Choosing career paths


  • Education
  • Sunday, 25 Jan 2015

Frank facts: Dr Felle did not mince his words when speaking about all aspects of medicine.

Industry experts offer visitors to the fair an insight to various professions.

ASIDE from providing numerous tertiary options under one roof, the Star Education Fair 2015 also organised a series of career talks to give students more insight into specific fields of study such as accounting and actuarial science.

At the session on Culinary Arts, Hospitality and Tourism, YTL International College of Hotel Management executive chef Matthew D Ona said the culinary industry was suitable for those “who need to work on something with their hands.

“It’s an interactive and tangible learning atmosphere, instead of just looking at books.”

Not just crunching numbers: (left) Kaplan Global Accountancy senior executive Tanya Worsley and Maths Centre founder and director Raveendran Menon offered their expertise on accountancy and actuarial science.
Not just crunching numbers: (left) Kaplan Global Accountancy senior executive Tanya Worsley and Maths Centre founder and director Raveendran Menon offered their expertise on accountancy and actuarial science.

Additionally, being a chef does not necessarily mean that you need always be slaving in the kitchen.

“Being a chef also means you can go into teaching, publishing, reviewing or critiquing, sales (of ingredients or kitchen equipment) and research.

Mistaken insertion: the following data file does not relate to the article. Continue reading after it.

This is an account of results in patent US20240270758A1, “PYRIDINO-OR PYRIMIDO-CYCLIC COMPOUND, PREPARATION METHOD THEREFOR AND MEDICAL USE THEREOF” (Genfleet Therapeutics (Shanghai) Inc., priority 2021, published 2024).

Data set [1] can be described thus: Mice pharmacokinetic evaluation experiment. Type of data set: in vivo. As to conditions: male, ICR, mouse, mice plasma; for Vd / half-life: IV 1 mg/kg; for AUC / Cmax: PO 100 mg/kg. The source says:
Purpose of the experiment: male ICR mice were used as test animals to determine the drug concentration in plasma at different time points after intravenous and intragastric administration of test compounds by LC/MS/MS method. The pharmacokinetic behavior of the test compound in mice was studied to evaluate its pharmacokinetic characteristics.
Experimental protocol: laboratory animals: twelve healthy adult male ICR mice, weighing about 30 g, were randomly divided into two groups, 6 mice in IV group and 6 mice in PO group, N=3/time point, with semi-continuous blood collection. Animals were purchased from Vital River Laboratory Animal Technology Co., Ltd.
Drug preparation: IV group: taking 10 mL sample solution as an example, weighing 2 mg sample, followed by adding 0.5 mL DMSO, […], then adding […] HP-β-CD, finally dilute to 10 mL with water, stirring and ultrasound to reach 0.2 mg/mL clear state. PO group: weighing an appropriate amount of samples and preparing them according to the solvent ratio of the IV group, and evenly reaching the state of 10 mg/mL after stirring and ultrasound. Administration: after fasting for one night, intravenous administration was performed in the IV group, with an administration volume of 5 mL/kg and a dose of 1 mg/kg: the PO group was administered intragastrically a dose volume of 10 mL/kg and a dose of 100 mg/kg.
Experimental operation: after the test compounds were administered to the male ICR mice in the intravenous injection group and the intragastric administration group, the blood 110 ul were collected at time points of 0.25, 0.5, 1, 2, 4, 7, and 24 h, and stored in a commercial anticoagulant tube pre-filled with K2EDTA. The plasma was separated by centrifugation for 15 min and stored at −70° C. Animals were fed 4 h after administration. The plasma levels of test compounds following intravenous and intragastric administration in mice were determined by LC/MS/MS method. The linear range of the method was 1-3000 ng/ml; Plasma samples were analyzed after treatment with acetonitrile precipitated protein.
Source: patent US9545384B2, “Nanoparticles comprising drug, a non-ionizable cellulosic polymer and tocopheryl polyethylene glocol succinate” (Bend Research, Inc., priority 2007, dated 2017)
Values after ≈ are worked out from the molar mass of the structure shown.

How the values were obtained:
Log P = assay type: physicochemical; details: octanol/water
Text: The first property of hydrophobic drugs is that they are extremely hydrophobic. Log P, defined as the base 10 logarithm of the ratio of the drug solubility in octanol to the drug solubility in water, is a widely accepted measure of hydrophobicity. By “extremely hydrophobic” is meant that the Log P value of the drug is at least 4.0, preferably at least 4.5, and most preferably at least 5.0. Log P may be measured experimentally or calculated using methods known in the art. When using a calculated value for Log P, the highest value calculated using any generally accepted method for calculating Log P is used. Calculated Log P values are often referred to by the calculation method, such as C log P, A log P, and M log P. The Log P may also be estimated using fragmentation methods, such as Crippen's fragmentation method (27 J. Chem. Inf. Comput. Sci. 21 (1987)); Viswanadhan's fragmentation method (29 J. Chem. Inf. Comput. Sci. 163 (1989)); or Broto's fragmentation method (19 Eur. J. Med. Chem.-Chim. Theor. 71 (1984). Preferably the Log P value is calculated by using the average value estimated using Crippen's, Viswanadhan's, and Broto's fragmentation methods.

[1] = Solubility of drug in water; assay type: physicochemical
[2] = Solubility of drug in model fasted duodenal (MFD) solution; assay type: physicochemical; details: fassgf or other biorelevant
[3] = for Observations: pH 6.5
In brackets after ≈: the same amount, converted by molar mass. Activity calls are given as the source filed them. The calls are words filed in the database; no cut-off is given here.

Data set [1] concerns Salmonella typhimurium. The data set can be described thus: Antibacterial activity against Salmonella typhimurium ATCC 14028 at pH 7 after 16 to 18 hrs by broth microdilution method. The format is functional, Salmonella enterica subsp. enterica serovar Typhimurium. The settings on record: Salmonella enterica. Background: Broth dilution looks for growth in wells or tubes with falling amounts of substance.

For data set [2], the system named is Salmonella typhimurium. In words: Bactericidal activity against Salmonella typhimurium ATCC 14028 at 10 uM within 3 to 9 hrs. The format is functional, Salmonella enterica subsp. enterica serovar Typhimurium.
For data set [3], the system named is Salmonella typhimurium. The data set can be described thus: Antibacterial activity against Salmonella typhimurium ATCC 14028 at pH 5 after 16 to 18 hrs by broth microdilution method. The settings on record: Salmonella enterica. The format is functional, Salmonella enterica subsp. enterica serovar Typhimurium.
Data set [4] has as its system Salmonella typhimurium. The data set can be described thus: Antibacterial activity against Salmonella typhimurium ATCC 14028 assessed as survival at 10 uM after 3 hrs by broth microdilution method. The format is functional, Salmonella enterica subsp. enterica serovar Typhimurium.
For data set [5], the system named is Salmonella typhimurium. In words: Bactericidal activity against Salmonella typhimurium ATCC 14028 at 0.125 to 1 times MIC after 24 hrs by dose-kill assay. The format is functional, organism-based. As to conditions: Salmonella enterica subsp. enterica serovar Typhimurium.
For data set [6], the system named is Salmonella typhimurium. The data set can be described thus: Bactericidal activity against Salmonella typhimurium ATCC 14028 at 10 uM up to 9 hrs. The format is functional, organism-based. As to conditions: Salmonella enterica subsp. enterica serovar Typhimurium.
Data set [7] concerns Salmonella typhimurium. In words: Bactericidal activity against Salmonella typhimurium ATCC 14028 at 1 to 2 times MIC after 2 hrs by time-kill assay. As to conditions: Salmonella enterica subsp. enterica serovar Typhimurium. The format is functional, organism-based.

“You can also opt to be a personal chef (for example, to the stars) or a chef proprietor (that sets up his own restaurant or business),” said Le Cordon Bleu Malaysia general manager Ming Rathswohl Ho.

Touching on the tourism sector, Apple Institute of Tourism programme director Chua Eng Han said the field involves meeting lots of different people in different environments, and no two days at work are the same.

“Being a tour guide also allows you to earn some money on the side since it is a part-time thing.

“Besides, what other job allows you to be paid while on holiday?”

A chef’s life: Ho (left) shared that the kitchen is not the only place for chefs as they can branch into other culinary fields.
A chef’s life: Ho (left) shared that the kitchen is not the only place for chefs as they can branch into other culinary fields.

The four experts at the session on Medicine, Dentistry, Pharmacy meanwhile, presented frank facts about what it takes to pursue a medical career.

University College Dublin School Of Medicine head of admissions Dr Patrick Felle said potential medical students should realise the most difficult part about medical school is actually getting into one, as demand for places greatly outnumbered the supply.

His fellow doctor, Royal College of Surgeons, Ireland (RCSI) academic director of admissions Dr Kenny Winser agreed, adding that students considering a career in medicine should try to gain some relevant experience.

You should try shadowing practicing doctors, or volunteer at an old folks’ home, he said.

Although dentistry tends to be mistakenly seen as a second-fiddle profession to medicine, it is by no means an easier field to break into.

Experience it: Dr Winser advised students keen on medicine to get a feel of the job, while High Commission of Canada trade commissioner Ross Firla (right) spoke on scholarships available in the country.
Dr Winser advised students keen on medicine to get a feel of the job.

“Dentistry students start treating patients during their student days, unlike a doctor who only starts after graduating,” said International Medical University associate dean Prof Dr Khoo Suan Phaik.

“Also, you will be asked to repeat certain methods or techniques by your lecturers many times.”

Interested in the world of medicine, but have no desire to be a doctor? The pharmaceutical sciences might be more up your alley.